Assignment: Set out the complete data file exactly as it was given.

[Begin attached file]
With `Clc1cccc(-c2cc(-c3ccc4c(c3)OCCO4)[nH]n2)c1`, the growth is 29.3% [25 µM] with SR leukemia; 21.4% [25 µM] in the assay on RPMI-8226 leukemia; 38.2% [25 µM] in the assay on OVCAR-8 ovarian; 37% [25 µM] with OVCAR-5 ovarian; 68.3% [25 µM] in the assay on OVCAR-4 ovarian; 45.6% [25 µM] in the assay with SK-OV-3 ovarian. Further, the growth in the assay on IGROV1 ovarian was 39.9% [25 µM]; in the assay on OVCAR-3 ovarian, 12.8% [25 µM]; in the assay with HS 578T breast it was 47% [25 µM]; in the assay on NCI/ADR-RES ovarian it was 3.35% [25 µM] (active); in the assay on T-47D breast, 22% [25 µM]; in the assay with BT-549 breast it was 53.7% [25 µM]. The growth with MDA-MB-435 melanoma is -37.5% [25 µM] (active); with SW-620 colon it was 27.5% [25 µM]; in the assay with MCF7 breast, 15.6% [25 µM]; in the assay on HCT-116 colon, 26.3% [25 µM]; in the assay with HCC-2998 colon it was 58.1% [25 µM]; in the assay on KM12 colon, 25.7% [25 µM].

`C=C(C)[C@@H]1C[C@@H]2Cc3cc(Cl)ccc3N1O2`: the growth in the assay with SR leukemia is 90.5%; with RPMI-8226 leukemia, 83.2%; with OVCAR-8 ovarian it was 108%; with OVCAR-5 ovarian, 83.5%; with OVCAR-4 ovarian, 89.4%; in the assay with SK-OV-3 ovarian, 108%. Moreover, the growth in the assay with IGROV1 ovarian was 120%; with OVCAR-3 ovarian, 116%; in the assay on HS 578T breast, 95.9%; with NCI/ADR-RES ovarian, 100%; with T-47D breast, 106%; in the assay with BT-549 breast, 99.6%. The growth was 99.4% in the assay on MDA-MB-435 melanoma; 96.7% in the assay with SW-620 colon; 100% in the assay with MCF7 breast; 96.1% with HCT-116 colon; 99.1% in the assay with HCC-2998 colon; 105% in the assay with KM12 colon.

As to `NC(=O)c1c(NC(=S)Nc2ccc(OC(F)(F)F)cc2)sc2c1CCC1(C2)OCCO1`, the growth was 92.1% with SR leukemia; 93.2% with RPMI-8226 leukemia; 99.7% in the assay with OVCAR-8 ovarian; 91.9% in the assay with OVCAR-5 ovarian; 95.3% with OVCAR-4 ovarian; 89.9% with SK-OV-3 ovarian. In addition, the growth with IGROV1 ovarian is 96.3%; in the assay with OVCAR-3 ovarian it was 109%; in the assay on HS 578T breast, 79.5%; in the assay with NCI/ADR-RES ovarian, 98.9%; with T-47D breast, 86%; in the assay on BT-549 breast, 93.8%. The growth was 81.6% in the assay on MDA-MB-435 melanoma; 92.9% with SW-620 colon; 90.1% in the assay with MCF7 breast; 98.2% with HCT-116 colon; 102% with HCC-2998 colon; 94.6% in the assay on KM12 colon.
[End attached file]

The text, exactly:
With `Clc1cccc(-c2cc(-c3ccc4c(c3)OCCO4)[nH]n2)c1`, the growth is 29.3% [25 µM] with SR leukemia; 21.4% [25 µM] in the assay on RPMI-8226 leukemia; 38.2% [25 µM] in the assay on OVCAR-8 ovarian; 37% [25 µM] with OVCAR-5 ovarian; 68.3% [25 µM] in the assay on OVCAR-4 ovarian; 45.6% [25 µM] in the assay with SK-OV-3 ovarian. Further, the growth in the assay on IGROV1 ovarian was 39.9% [25 µM]; in the assay on OVCAR-3 ovarian, 12.8% [25 µM]; in the assay with HS 578T breast it was 47% [25 µM]; in the assay on NCI/ADR-RES ovarian it was 3.35% [25 µM] (active); in the assay on T-47D breast, 22% [25 µM]; in the assay with BT-549 breast it was 53.7% [25 µM]. The growth with MDA-MB-435 melanoma is -37.5% [25 µM] (active); with SW-620 colon it was 27.5% [25 µM]; in the assay with MCF7 breast, 15.6% [25 µM]; in the assay on HCT-116 colon, 26.3% [25 µM]; in the assay with HCC-2998 colon it was 58.1% [25 µM]; in the assay on KM12 colon, 25.7% [25 µM].

`C=C(C)[C@@H]1C[C@@H]2Cc3cc(Cl)ccc3N1O2`: the growth in the assay with SR leukemia is 90.5%; with RPMI-8226 leukemia, 83.2%; with OVCAR-8 ovarian it was 108%; with OVCAR-5 ovarian, 83.5%; with OVCAR-4 ovarian, 89.4%; in the assay with SK-OV-3 ovarian, 108%. Moreover, the growth in the assay with IGROV1 ovarian was 120%; with OVCAR-3 ovarian, 116%; in the assay on HS 578T breast, 95.9%; with NCI/ADR-RES ovarian, 100%; with T-47D breast, 106%; in the assay with BT-549 breast, 99.6%. The growth was 99.4% in the assay on MDA-MB-435 melanoma; 96.7% in the assay with SW-620 colon; 100% in the assay with MCF7 breast; 96.1% with HCT-116 colon; 99.1% in the assay with HCC-2998 colon; 105% in the assay with KM12 colon.

As to `NC(=O)c1c(NC(=S)Nc2ccc(OC(F)(F)F)cc2)sc2c1CCC1(C2)OCCO1`, the growth was 92.1% with SR leukemia; 93.2% with RPMI-8226 leukemia; 99.7% in the assay with OVCAR-8 ovarian; 91.9% in the assay with OVCAR-5 ovarian; 95.3% with OVCAR-4 ovarian; 89.9% with SK-OV-3 ovarian. In addition, the growth with IGROV1 ovarian is 96.3%; in the assay with OVCAR-3 ovarian it was 109%; in the assay on HS 578T breast, 79.5%; in the assay with NCI/ADR-RES ovarian, 98.9%; with T-47D breast, 86%; in the assay on BT-549 breast, 93.8%. The growth was 81.6% in the assay on MDA-MB-435 melanoma; 92.9% with SW-620 colon; 90.1% in the assay with MCF7 breast; 98.2% with HCT-116 colon; 102% with HCC-2998 colon; 94.6% in the assay on KM12 colon.